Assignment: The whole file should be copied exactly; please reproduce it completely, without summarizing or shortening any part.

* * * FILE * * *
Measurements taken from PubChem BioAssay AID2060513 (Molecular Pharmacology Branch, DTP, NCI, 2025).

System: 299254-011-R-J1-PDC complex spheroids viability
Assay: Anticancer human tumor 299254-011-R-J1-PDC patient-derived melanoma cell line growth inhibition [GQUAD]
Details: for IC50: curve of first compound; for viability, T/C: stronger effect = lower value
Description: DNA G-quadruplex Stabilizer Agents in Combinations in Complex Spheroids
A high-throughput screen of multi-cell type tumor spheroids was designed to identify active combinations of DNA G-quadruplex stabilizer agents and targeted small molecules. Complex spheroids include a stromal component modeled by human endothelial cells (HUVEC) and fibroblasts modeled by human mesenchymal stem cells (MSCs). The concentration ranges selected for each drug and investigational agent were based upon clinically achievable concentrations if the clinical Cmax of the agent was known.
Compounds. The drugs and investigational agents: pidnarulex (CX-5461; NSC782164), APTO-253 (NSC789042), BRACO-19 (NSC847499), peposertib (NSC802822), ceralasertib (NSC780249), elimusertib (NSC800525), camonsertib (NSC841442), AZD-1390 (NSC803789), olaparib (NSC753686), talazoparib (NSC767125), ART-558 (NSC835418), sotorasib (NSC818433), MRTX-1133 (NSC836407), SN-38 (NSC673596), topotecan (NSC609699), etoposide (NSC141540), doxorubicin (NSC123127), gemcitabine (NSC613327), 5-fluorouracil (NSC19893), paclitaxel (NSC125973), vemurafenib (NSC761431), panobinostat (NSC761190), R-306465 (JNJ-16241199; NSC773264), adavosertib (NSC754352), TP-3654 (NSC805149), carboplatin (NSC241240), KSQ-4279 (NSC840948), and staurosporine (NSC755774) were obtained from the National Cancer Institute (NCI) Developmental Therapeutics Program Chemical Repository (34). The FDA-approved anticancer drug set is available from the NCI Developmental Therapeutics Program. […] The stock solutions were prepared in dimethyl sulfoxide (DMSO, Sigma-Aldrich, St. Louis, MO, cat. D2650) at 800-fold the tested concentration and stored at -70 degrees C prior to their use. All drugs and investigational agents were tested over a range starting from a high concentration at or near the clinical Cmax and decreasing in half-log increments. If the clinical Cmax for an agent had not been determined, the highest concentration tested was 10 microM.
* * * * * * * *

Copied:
Measurements taken from PubChem BioAssay AID2060513 (Molecular Pharmacology Branch, DTP, NCI, 2025).

System: 299254-011-R-J1-PDC complex spheroids viability
Assay: Anticancer human tumor 299254-011-R-J1-PDC patient-derived melanoma cell line growth inhibition [GQUAD]
Details: for IC50: curve of first compound; for viability, T/C: stronger effect = lower value
Description: DNA G-quadruplex Stabilizer Agents in Combinations in Complex Spheroids
A high-throughput screen of multi-cell type tumor spheroids was designed to identify active combinations of DNA G-quadruplex stabilizer agents and targeted small molecules. Complex spheroids include a stromal component modeled by human endothelial cells (HUVEC) and fibroblasts modeled by human mesenchymal stem cells (MSCs). The concentration ranges selected for each drug and investigational agent were based upon clinically achievable concentrations if the clinical Cmax of the agent was known.
Compounds. The drugs and investigational agents: pidnarulex (CX-5461; NSC782164), APTO-253 (NSC789042), BRACO-19 (NSC847499), peposertib (NSC802822), ceralasertib (NSC780249), elimusertib (NSC800525), camonsertib (NSC841442), AZD-1390 (NSC803789), olaparib (NSC753686), talazoparib (NSC767125), ART-558 (NSC835418), sotorasib (NSC818433), MRTX-1133 (NSC836407), SN-38 (NSC673596), topotecan (NSC609699), etoposide (NSC141540), doxorubicin (NSC123127), gemcitabine (NSC613327), 5-fluorouracil (NSC19893), paclitaxel (NSC125973), vemurafenib (NSC761431), panobinostat (NSC761190), R-306465 (JNJ-16241199; NSC773264), adavosertib (NSC754352), TP-3654 (NSC805149), carboplatin (NSC241240), KSQ-4279 (NSC840948), and staurosporine (NSC755774) were obtained from the National Cancer Institute (NCI) Developmental Therapeutics Program Chemical Repository (34). The FDA-approved anticancer drug set is available from the NCI Developmental Therapeutics Program. […] The stock solutions were prepared in dimethyl sulfoxide (DMSO, Sigma-Aldrich, St. Louis, MO, cat. D2650) at 800-fold the tested concentration and stored at -70 degrees C prior to their use. All drugs and investigational agents were tested over a range starting from a high concentration at or near the clinical Cmax and decreasing in half-log increments. If the clinical Cmax for an agent had not been determined, the highest concentration tested was 10 microM.